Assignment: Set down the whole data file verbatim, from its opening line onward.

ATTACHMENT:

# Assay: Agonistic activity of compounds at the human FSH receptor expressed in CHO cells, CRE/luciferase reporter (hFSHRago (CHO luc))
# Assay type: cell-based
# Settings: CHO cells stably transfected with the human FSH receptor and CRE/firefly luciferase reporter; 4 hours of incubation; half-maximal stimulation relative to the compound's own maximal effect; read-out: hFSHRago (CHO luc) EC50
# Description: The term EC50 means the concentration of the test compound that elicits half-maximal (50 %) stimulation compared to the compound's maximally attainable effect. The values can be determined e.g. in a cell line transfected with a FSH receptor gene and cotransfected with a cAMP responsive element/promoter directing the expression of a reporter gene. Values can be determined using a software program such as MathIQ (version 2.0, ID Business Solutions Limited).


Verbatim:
# Assay: Agonistic activity of compounds at the human FSH receptor expressed in CHO cells, CRE/luciferase reporter (hFSHRago (CHO luc))
# Assay type: cell-based
# Settings: CHO cells stably transfected with the human FSH receptor and CRE/firefly luciferase reporter; 4 hours of incubation; half-maximal stimulation relative to the compound's own maximal effect; read-out: hFSHRago (CHO luc) EC50
# Description: The term EC50 means the concentration of the test compound that elicits half-maximal (50 %) stimulation compared to the compound's maximally attainable effect. The values can be determined e.g. in a cell line transfected with a FSH receptor gene and cotransfected with a cAMP responsive element/promoter directing the expression of a reporter gene. Values can be determined using a software program such as MathIQ (version 2.0, ID Business Solutions Limited).